Does Hunting Need Constitutional Protections?

North Carolina is the latest state where voters will weigh in on the debate.
by | October 10, 2018
Hunter carrying a rifle and the bird he killed.
(TNS/Dennis Anderson)

For a summary of November's most important ballot measures, click here.

This November, North Carolina voters will decide whether to codify the right to hunt and fish in the state’s constitution.

This type of amendment is not new, though it has rapidly gained steam in the last two decades. More than 20 states have cemented a constitutional right to hunt and fish -- most through the ballot box. The effort is backed by outdoor sporting groups and the National Rifle Association (NRA) and faces concerns from animal rights groups.

If approved by voters, this change would limit the state's ability to regulate hunting and establish hunting as the "preferred" means of managing wildlife.

Some opponents view this policy through the lens of gun rights. After all, the NRA testified in support of the amendment in June. But supporters say it's about protecting a rural pastime that in some cases becomes a necessary source of food.

The hunting community believes hunting is in danger "as there is more and more awareness of animal welfare in society," says Stacey Gordon, a law professor with the University of Montana who has written about hunting amendments.

Last month, for instance, a federal judge blocked the Trump administration’s attempt to remove protections for grizzly bears. The court decision prevented hunts that were set to take place in Idaho and Wyoming. In New Jersey, hunting groups are suing the state after Democratic Gov. Phil Murphy banned bear hunting on state lands.

"Throughout the country, organizations lobby every day to restrict or even prohibit hunting and fishing," says Republican state Sen. Tom McInnis, a cosponsor of North Carolina’s right-to-hunt amendment. This measure, he says, is "about protecting the rights of our children and grandchildren to hunt and fish in North Carolina."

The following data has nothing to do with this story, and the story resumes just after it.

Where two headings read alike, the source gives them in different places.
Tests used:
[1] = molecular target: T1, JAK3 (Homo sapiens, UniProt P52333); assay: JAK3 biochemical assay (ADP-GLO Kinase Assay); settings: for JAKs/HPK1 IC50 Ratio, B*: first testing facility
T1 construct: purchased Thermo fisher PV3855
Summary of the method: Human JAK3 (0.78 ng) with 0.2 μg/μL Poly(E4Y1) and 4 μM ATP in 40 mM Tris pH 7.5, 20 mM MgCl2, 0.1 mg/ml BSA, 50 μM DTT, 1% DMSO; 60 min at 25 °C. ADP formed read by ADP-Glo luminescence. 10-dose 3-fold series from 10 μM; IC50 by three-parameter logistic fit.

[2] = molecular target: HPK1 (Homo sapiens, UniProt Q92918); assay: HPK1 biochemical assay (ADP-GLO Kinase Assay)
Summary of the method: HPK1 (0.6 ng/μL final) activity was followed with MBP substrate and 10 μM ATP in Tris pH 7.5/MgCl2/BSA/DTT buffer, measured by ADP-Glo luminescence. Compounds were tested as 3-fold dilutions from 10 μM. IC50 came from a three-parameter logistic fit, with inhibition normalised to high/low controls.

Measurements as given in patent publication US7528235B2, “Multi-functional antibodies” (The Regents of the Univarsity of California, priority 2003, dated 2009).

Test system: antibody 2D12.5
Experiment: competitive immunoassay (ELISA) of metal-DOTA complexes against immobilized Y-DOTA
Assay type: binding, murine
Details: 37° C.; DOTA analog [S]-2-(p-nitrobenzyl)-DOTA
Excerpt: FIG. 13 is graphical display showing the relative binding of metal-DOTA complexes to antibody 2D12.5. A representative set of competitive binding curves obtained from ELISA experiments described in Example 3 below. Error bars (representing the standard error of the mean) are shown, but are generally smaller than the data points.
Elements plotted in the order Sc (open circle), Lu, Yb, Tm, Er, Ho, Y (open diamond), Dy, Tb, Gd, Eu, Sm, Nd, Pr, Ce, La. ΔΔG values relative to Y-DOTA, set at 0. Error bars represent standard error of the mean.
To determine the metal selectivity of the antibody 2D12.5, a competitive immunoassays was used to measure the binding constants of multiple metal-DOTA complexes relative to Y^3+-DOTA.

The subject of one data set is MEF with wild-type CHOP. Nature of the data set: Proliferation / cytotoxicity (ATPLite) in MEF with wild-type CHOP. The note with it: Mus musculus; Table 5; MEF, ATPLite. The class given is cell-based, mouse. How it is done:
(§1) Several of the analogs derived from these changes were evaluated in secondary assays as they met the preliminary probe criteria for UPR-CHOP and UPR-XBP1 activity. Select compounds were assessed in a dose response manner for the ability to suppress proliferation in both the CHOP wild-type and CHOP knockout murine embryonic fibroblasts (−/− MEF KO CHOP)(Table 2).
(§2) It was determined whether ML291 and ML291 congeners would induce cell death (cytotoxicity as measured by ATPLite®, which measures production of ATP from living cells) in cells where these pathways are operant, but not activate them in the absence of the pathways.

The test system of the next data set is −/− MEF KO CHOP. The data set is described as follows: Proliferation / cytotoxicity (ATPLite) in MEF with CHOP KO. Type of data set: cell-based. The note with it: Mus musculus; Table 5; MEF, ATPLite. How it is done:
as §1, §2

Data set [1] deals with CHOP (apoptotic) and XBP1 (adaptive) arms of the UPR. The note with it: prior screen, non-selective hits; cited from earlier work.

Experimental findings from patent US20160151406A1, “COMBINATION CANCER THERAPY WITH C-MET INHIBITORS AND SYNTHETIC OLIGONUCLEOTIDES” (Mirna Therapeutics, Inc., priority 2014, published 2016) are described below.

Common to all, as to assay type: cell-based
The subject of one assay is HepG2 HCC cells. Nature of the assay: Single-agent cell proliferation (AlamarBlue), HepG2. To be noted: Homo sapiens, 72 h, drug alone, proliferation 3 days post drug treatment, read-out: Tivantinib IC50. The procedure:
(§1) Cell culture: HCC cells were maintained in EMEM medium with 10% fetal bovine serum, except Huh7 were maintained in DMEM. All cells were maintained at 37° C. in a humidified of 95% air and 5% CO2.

The NRA, which would neither confirm nor deny any financial involvement in the right-to-hunt campaign, echoes that sentiment.

"This is an important piece of legislation designed to safeguard North Carolina’s hunting heritage," says NRA spokesman Lars Dalseide.

But opponents of the amendment, like Democratic North Carolina state Sen. Floyd McKissick, say it is unnecessary and would "clutter" the constitution. He also believes Republicans are using fear over hunting to drive the GOP base to the polls.

"You can’t divorce this issue from the other five constitutional amendments [on the November ballot]," says McKissick, pointing to two measures that would transfer power from the Democratic governor’s office to the GOP-controlled General Assembly. "There’s concern about driving out targeted groups of voters ... that may want to keep the Republican majority in office."

For some animal rights activists, their issue with hunting amendments is the broad language, says Jill Fritz, director of Wildlife Protection for the Humane Society of the United States. Groups like hers oppose what they view as "inhumane" methods, such as "body-gripping" traps, bear baiting and the use of hunting dogs. As it stands, the added section to North Carolina’s constitution would protect the “the right to use traditional methods” of hunting, fishing and wildlife harvest but does not specify what those methods include.

Earlier this year, Democratic state Rep. Pricey Harrison unsuccessfully proposed a change to the amendment that would have restricted Sunday hunting and banned the use of steel jaw traps and poison.

In a 2017 survey, 87 percent of U.S. respondents said that it is acceptable to hunt for food; only 37 percent approve of trophy hunting. Fritz says it is this evolving view that right-to-hunt laws need to reflect.

Ultimately, Harrison says, "the devil will be in the details."

For a summary of November's most important ballot measures, click here.